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railroad track weldability?

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  • railroad track weldability?

    I saw a de-railed CN train today downtown and the tracks where mangled .. i was thinking are railroad tracks tougher steel? and weldable?
    i was thinking i could use them on a Cat bulldoser ripper project if there stronger. The catapiller brand and Accurate brand ripper teeth wear out too fast and cost to much for what the customer is doing.

  • #2
    I suppose it would depend on the type of ripper /CAT product. RR track used for a ripper shank on say a 140 grader might work, but welding a chunk to the cutting edge of a D10 ripper shank probably wont. Rail is a higher carbon steel and hardened, to what specs I don't know, but I believe it is harder and tougher than any CAT ground engaging implement. I work for CAT, and the repair procedures for ripper shanks doesn't seem to work for welding rail.

    If anyone has any input into the mechanical properties breakdown of rail, please post.

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    • #3
      i just want to weld a couple flat bars on the side for a stop when sliding into the recerver part of the ripper, i'm going to cut the rail on a 45* and put it in i'm thinking.

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      • #4
        RR tracks are usealy welded using the thermite method. Very large castings are also welded in place using this method as are under water structures

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        • #5
          Rail road castings

          Hey Bmxin^Bjorn there is a place in coquitlam calles nortracks they weld that stuff I worked for them for a while very dirty work anyway to weld this stuff you need magnesium rod it burns just like 7018 they have a contract with essco in coquitlam also. I never did try to weld ms to this stuff hope this helps.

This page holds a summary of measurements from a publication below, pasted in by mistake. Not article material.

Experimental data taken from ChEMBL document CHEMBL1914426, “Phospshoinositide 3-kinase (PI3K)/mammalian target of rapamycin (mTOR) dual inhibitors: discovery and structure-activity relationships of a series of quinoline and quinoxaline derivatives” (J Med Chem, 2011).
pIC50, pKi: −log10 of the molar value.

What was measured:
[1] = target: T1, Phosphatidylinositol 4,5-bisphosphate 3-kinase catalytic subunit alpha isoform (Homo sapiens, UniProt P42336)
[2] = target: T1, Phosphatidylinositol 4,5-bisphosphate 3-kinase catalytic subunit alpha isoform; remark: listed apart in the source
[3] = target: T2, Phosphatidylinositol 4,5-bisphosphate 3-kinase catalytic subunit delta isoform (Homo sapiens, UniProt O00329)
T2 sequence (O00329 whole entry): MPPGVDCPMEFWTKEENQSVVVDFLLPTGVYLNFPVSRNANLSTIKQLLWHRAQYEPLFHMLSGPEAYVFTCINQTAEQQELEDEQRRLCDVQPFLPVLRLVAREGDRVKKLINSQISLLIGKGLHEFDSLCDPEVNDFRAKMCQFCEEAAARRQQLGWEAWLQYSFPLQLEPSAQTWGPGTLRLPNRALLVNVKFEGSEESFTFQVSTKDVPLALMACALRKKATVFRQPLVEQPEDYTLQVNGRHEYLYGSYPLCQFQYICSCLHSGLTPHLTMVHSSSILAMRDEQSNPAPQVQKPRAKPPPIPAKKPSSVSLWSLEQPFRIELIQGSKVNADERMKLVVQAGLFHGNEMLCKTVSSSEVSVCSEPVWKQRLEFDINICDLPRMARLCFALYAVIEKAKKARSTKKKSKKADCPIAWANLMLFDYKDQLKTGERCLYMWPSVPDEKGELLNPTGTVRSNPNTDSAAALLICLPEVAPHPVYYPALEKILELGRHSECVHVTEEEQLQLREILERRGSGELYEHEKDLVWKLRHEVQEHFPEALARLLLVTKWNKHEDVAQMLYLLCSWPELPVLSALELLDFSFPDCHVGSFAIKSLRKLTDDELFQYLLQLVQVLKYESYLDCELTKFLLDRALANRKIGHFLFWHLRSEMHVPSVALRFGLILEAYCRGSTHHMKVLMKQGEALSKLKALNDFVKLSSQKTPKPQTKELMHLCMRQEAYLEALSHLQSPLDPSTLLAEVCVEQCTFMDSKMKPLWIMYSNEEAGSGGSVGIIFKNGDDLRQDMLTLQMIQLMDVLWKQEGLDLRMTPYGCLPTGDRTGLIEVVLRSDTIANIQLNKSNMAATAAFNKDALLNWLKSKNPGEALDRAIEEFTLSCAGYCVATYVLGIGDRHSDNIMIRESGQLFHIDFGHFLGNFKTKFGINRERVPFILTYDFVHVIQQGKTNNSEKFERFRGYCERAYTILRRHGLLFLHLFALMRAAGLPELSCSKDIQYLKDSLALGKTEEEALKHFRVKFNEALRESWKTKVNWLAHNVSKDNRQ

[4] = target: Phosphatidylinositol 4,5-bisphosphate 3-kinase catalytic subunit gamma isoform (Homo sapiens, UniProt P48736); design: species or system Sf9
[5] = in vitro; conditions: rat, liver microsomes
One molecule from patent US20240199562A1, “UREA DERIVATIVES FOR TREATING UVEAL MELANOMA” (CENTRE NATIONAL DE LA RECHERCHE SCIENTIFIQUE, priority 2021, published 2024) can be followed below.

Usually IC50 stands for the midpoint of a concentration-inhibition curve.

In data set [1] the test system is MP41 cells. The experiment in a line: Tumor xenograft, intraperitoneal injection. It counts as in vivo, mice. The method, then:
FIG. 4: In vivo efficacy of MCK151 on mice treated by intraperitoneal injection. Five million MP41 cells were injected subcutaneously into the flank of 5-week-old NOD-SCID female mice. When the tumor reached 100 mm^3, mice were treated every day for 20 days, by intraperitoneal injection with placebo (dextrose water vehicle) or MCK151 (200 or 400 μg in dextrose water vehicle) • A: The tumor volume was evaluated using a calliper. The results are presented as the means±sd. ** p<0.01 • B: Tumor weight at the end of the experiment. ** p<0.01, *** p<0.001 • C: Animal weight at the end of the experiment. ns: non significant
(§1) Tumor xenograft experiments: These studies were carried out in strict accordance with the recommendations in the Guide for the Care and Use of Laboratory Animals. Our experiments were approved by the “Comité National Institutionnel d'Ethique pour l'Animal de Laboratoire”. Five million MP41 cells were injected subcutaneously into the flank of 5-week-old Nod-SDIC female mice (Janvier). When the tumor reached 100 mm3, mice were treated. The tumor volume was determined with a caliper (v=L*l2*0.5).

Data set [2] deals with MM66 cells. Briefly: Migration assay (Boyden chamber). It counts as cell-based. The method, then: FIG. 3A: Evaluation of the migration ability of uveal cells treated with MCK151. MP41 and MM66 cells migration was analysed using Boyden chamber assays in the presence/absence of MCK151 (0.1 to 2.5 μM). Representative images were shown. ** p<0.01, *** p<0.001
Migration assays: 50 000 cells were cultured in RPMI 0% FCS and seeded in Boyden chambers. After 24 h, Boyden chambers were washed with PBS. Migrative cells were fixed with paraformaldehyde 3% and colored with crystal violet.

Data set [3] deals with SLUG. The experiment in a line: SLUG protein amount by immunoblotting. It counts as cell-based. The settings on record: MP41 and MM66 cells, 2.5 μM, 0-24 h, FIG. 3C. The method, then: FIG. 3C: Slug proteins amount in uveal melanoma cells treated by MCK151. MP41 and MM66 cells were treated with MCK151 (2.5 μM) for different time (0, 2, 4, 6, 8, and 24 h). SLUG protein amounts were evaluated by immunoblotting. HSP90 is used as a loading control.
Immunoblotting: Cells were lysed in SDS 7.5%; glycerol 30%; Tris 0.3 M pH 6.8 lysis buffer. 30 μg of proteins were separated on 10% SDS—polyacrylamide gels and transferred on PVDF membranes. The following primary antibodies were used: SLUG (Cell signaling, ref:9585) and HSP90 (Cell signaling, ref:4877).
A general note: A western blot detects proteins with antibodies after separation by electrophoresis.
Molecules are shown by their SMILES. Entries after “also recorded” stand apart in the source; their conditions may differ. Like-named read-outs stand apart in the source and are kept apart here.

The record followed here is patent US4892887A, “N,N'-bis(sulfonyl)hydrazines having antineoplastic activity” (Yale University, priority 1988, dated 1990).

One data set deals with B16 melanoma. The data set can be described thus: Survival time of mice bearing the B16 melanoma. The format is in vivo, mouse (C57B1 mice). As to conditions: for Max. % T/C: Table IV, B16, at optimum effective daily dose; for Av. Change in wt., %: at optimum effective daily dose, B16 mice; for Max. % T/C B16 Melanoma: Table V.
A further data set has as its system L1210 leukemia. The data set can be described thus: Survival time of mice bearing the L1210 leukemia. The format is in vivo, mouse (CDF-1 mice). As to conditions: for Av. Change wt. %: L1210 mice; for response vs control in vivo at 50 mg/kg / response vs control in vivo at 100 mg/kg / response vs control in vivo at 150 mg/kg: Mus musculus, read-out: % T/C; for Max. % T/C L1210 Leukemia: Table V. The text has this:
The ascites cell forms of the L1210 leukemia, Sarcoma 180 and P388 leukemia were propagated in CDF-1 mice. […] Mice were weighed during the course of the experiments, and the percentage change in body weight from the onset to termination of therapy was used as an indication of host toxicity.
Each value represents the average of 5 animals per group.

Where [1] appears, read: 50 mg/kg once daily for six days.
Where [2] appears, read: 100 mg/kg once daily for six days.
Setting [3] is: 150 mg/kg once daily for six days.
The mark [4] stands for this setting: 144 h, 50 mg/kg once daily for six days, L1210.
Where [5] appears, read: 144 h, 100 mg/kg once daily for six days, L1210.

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          • #6
            Originally posted by Anti-GMAW View Post
            RR tracks are usealy welded using the thermite method. Very large castings are also welded in place using this method as are under water structures
            Dumb question maybe, but what is the thermite method? In the Marines we had thermit grenades ha ha ha

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            • #7
              Originally posted by HMW View Post
              Dumb question maybe, but what is the thermite method? In the Marines we had thermit grenades ha ha ha
              Same thing just not constricted so no boom.

              I think thermite is a combo of aluminum and steel oxides and once you light them off they will burn very hot for as long as the fuel is present. I think they add some powered steel to the mix and that acts like a filler. For RR track they have a form they place and clamp around the track fill it full of the thermite and add a spark and you got a weld.

              Electricians use this method for bonding ground straps.
              TJ
              Last edited by Fat-Fab.com; 04-24-2007, 06:54 PM.

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              • #8